Friday, June 29, 2012

Being Your Authentic Self

This week, I got contacted by a writer/reporter for an online magazine for college students. She's working on an article based on her observations (and her college-age friends) about young women feeling pressure to "dumb themselves down" to attract a boyfriend. She asked for my comments on why young women do this, and how it might work out long-term. It really got me thinking.

As a mother to three smart college-age daughters, and a therapist and life coach to smart women of all ages, I find this trend deeply upsetting. As parents and mentors of young women, we need to encourage them to become their authentic selves. What is the point of trying to act differently than you actually are? It may lead you to attract and marry the wrong partner.

Developmentally, it's perfectly normal for both teens and 20-somethings to be exploring their identity. We need to try on different personas in order to figure out who we really are. Both men and women do this. The core, authentic self isn't finished forming until closer to age 30 for most people. This is why if you partner too early, it's anybody's guess whether you'll like who they become by 30 or 35, and the same is true for them. We are still maturing and changing dramatically in our 20s.

It's a difficult task all our lives to try to be our authentic self: honest, direct, healthy, and uniquely you.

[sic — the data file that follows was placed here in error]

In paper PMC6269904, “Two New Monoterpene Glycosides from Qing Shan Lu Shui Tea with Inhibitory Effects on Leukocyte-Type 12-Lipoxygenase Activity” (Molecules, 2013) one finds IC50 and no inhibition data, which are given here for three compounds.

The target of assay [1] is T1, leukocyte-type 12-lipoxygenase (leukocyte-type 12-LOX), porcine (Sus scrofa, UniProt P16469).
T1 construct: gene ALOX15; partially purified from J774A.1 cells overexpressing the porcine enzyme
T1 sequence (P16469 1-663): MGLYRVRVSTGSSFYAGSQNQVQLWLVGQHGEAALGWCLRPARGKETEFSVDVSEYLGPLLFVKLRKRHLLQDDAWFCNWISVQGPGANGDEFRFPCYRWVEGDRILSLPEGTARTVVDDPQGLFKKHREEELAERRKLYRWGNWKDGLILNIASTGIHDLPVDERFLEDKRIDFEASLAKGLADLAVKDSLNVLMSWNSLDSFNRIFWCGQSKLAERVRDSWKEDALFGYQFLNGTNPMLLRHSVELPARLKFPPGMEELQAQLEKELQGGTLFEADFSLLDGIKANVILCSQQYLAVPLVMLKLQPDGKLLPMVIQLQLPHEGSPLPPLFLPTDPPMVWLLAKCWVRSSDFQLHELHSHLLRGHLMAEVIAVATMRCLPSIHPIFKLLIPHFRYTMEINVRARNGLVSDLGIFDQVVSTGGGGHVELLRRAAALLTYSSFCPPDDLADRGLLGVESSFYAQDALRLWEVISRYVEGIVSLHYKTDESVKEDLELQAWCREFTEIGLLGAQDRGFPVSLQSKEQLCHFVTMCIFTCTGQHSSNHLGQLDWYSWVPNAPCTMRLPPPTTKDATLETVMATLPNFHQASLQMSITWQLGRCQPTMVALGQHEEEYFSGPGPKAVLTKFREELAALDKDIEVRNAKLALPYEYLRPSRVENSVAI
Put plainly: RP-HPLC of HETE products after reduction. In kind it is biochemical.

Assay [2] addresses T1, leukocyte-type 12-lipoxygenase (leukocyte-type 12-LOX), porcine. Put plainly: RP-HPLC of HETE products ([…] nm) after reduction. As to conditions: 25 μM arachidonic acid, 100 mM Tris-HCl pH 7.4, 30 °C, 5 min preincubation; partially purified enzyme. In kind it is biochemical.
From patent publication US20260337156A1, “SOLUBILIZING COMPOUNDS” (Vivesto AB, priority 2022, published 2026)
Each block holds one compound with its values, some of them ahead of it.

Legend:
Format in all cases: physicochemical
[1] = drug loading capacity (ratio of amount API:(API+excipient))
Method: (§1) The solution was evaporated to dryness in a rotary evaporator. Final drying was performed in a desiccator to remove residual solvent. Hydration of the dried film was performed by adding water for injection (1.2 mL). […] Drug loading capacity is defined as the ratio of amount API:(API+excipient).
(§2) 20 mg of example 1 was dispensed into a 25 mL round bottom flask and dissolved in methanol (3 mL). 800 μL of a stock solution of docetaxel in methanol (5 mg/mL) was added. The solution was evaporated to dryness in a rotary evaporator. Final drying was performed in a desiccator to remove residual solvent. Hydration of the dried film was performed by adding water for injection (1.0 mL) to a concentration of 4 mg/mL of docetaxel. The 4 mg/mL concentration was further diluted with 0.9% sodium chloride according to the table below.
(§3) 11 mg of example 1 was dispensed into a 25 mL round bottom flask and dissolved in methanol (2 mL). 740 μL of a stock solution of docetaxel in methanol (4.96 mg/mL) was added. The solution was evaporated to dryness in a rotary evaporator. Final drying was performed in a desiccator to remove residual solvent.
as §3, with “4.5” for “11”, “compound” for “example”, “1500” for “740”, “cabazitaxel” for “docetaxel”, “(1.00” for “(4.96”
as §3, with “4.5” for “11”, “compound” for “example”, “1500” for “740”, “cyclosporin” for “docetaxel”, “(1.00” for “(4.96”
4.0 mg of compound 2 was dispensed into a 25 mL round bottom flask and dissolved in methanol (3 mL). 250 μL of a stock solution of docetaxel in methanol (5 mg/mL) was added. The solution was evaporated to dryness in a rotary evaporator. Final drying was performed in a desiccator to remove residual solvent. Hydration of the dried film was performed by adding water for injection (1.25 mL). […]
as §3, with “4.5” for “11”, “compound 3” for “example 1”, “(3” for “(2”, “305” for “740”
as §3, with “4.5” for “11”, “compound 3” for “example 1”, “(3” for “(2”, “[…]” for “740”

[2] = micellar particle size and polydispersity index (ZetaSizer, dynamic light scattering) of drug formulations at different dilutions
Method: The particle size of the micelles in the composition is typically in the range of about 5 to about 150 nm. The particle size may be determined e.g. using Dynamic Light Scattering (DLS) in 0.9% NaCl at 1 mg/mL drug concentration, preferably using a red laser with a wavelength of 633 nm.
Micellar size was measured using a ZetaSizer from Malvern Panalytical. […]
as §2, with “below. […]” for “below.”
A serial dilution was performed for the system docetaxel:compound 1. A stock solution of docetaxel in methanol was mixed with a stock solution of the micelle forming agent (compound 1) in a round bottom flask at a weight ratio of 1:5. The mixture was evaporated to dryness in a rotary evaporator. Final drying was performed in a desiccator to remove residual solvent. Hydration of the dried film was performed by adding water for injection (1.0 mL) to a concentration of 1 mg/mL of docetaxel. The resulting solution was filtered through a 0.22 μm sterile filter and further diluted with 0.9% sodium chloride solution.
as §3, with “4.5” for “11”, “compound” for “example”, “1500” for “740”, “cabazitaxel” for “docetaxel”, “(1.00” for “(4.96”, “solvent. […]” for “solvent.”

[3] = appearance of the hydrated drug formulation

There are special challenges that young women face in becoming themselves. In general, young women are harder on themselves than young men are. Young women feel a tremendous amount of pressure to look perfect, make peace with their body image, and not take things personally.

Studies in attribution theory show that throughout their lives, men often take credit for successes and blame situations or other people for failures. Women, in contrast, tend as a group to highlight the contributions of others for any successes, and tend to blame themselves more than men do for any failures.

I wish there was some way we could immunize the upcoming generation of young women with more confidence in themselves. As writer Gail Sheehy points out in her Passages books, most women don't grow fully into their confidence until their 40s or 50s. Wouldn't it be great if we could all empower the young women in our lives to be themselves? I'd like to see younger women focus less on who they think they need to be to attract a boyfriend, and more on the things that really matter: being your authentic self- happy, passionate about your life, and involved in things you care about. Women often try too hard, text too often, etc.

I love the combination of the qualities of confidence and humility. Arrogance and swagger gets boring and wears on you. Nobody likes know-it-alls. Genuineness is refreshing!

What about the dumbing yourself down thing? It's a bad idea. Being a bimbo isn't going to attract men that are keepers, who you can respect. Really good men aren't going to need you to dilute your intelligence or anything else. Be you, with confidence.

No comments:

Post a Comment